Friday, January 10, 2014

GUEST POST: Steve Bevilacqua's Favorite Older Film Discoveries Of 2013

Steve Bevilacqua is the author of KAFKA AT THE BEACH: A Layman’s Handbook for Those Falsely Accused of Felonies.

Here are 5 Films that I first watched in 2013.  This is (obviously) completely subjective and a result of some random viewing-and-missing.  Unlike most lists, I’m not saying these films are great, or the best.  Hell, I’m not even saying that they’re good.  However, I am saying that I saw each of these older films for the first time last year and, for various reasons, I’m very glad that I did.

A ROSEMARY'S BABY (1968) ripoff from England starring Joan Collins who gives birth to an infant with superhuman strength who can defy the laws of physics while murdering people off-camera, this movie is completely batshit.  It has one of the best loglines of all time, because it turns out that Joan Collins’ murderous newborn is the result of…wait for it...a curse put on her by an evil circus dwarf who wanted to have sex with her but got shot down.  One of the few times in movie history it would probably have been better simply to insert a scene with the screenwriters who announce that this shit is all happening “for no reason at all.”  It is jaw-dropping to watch Joan Collins hack her way through the scenes where she wonders, “Oh dear, I hope this isn’t because of the curse from that horny evil circus dwarf.”  My biggest complaint about this movie is that, at times, it isn’t bad enough.  However, a film this ridiculously fucking stupid cannot be ignored.

Like some other movies from this era that are hard to track down, NIGHT TIDE proclaims that it is “one of the most influential horror films of the 1960’s.”  It’s not.  But it is a cool little movie that’s definitely worth a look.  Dennis Hopper is outstanding in one of his first leading roles as a sailor who falls in love with a mysterious, emotionally damaged woman who may be a mermaid and seems to have killed all of her previous boyfriends.  The plot, characters, and production of this film are admirably murky and disturbing.  There’s some great cinematography, along with some tingly, creepy moments.  The ending falls apart with a convoluted explanation that raises far more questions than it answers, and it’s less than satisfying.  Despite its claims, this little-seen movie is not as influential as some other 60’s horror movies, but it was ahead of its time with its dark, twisted, sexual overtones.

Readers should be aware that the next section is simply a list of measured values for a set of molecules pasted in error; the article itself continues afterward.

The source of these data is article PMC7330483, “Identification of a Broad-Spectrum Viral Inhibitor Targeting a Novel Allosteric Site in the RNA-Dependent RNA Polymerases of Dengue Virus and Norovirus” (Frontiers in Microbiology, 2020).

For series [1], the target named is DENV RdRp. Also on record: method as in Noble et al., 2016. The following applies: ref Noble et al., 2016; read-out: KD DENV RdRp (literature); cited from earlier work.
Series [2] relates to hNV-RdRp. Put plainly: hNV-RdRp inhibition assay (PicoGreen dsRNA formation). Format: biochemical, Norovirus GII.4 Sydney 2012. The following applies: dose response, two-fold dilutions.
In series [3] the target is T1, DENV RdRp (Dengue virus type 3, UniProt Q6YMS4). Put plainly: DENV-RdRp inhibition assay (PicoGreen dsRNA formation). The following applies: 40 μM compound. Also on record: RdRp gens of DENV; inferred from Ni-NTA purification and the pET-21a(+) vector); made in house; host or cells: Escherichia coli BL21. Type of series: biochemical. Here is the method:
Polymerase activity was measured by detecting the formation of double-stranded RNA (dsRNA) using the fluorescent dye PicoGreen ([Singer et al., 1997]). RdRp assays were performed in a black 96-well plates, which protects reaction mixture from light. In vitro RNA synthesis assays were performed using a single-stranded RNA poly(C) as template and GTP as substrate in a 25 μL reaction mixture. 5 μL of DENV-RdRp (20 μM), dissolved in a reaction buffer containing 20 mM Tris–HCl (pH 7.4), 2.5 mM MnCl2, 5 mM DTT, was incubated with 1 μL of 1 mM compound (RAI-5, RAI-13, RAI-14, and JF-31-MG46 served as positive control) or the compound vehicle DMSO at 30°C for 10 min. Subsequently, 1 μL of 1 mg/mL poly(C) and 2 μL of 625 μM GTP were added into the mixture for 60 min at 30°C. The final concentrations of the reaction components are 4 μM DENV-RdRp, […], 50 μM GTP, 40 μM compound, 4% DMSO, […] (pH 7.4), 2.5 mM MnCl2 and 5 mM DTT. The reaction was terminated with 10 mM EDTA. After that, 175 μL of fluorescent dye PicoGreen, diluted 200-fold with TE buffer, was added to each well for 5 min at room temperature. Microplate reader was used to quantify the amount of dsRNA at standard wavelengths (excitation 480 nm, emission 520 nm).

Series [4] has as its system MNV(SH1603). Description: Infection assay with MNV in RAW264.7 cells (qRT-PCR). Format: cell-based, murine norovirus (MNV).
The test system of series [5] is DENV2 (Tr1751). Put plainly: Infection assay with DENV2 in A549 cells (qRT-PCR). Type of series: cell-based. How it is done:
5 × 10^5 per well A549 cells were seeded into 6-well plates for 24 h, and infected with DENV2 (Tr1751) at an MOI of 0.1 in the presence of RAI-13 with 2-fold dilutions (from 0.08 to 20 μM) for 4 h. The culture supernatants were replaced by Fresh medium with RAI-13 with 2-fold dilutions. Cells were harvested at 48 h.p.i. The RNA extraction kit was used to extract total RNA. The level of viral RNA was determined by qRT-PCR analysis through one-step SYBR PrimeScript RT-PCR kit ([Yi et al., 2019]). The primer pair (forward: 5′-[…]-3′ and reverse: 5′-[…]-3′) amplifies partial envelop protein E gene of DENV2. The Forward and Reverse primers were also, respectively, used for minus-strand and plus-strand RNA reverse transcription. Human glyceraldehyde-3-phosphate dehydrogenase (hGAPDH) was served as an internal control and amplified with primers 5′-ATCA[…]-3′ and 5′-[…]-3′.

A bleak, nihilistic Western that turns into a bleak, nihilistic Christmas movie, I think this movie is brilliant.  One of many movie versions of the 1913 novel Three Godfathers, this movie is stark and odd with a great ending.  An early talkie, it still has the photographic depth of a silent film.  Its elements add up to a sum greater than its parts and, with its compelling photography and harsh grim moral tone, this flick stays with you long after it’s over. 

I always thought Ralph Meeker’s Mike Hammer was the one to beat, but this one with Robert Bray is surprisingly great.  I loved this movie.  Watch it and decide for yourself.  

I am a big fan of Sam Peckinpah and I have no good explanation why it’s taken me so long to see this movie, except that it has come in 2nd every night for the past 15 years.  I finally saw it this year, and it was a crushing disappointment.  I thought most of it was far below most of Peckinpah’s other movies.  It was all subtext and no text.  It was talky in all the wrong ways, and downright boring for most of its endless running time.  For all its revisionist Western style, this world seems more like backstage at a Johnny Cash show circa 1972 than anything that ever happened in the Old West.  I think Kris Kristofferson is an underrated actor whom I usually love to watch, but as Billy the Kid, he is hopelessly miscast. 

So, you may ask, if I hated it so much then why is it on this list?  And here is why.  Along this movie’s long flatline tedium, there are certain moments that are astounding.  The all-too-brief scenes with Slim Pickens and Katy Jurado are elegiac and amazing.  This film also has what is possibly the single best song ever written for a movie in Bob Dylan’s 'Knockin’ on Heaven’s Door'.  The song is incredibly well used throughout the film, creating moments that are breathtaking and sublime, almost movie heaven. 

Check out Steve’s blog: HOW TO GET PUBLISHED (the hard way)